Location: Produce Safety and Microbiology ResearchTitle: Antimicrobial resistance in Escherichia coli O157 and non-O157 isolated from feces of domestic farm animals in Culiacan, Mexico) Author
Submitted to: Meeting Abstract
Publication Type: Abstract only
Publication Acceptance Date: 2/21/2014
Publication Date: N/A
Citation: Interpretive Summary:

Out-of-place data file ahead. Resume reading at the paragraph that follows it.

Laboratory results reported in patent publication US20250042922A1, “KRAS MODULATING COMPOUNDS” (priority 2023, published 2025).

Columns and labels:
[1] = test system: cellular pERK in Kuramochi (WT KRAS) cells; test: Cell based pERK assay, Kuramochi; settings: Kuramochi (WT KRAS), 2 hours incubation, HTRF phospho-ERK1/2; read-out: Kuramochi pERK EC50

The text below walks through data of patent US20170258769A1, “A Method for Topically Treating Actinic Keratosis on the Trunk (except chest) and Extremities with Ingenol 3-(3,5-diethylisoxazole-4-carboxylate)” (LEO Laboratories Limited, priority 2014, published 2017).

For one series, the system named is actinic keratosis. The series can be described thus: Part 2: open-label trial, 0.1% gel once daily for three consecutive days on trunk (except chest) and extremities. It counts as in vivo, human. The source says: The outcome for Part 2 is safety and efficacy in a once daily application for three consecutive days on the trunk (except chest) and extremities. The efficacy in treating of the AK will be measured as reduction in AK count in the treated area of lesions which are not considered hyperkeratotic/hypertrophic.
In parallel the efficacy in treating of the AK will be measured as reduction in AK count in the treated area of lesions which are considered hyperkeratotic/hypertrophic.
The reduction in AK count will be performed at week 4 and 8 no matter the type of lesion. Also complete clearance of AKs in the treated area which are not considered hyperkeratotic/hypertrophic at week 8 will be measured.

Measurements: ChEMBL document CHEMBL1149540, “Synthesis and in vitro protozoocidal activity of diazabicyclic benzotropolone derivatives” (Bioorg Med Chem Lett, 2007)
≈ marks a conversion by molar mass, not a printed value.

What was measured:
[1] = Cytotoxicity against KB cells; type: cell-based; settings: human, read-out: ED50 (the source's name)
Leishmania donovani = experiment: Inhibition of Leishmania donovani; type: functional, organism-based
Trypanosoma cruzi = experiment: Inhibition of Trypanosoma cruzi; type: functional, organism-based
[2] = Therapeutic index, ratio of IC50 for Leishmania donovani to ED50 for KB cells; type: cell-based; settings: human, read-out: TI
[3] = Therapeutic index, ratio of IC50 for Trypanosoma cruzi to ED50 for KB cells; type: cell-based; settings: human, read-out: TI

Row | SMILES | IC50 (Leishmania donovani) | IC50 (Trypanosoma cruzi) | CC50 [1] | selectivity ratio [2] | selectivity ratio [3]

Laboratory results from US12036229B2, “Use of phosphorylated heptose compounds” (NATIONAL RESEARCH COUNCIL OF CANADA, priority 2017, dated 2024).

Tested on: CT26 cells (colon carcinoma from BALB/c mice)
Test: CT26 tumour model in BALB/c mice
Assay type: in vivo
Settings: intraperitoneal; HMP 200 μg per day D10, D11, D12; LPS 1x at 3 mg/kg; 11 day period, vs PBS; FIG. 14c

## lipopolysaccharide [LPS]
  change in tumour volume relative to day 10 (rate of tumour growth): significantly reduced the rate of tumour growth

Technical Abstract: Antimicrobial resistance in E. coli O157 and non-O157 strains is a matter of increasing concern, and the association with some virulence traits in the same bacteria remains unclear. Inappropriate antimicrobial use in human and animal therapy has been associated with selective pressure in enteric microorganisms to acquire resistance. Animals may act as reservoirs of antibiotic resistant bacteria that can be transmitted to humans, or vice versa, by direct contact or indirectly, via the food chain. The aim of this study was to investigate the antimicrobial resistance profile of E. coli O157 and non-O157 isolated from feces of domestic animals of Culiacan, Mexico. Methods: Animal feces were collected during one year of sampling. Two different isolation methods were used to recover E. coli O157 and non-O157 strains. The first sampling method was without immunomagnetic separation (IMS) and the second one was with IMS. The strains were examined by PCR for presence of O-antigen, H-antigen. Antimicrobial resistance patterns were determined by the Kirby-Bauer disk diffusion method and 15 antibiotics were tested, according to the Clinical and Laboratory Standards Institute procedure. Results: A total of thirty E. coli O157:H7 and non-O157 strains were analyzed. It was observed that 70% (21/30) of the bacteria in the study, showed resistance to at least one of the antimicrobial agents tested, and in some cases resistance to more than one antibiotic was observed. It was found that 84% (11/13) of the E. coli O157 were resistant to at least one antibiotic. Moreover, 59% (10/17) of resistant bacteria belonging to the serotype O8:H19, O15:NT , O20:H4 , O73:H4 , O75:H8 and O111:H8. From the 15 antibiotics tested, E. coli O157 and non-O157 strains were most commonly resistant to ampicillin, cephalotin and cefoperazone. A total of 14 resistance profiles were obtained, and generally, no relationship was observed within resistance profile and serotypes or sampling sites. Conclusions: The presence of several E. coli serotypes with antimicrobial resistance may indicate the bacterial ability to acquire genetic antimicrobial resistant determinants and highlights the need for appropriate use of antimicrobials in this agricultural region in Mexico.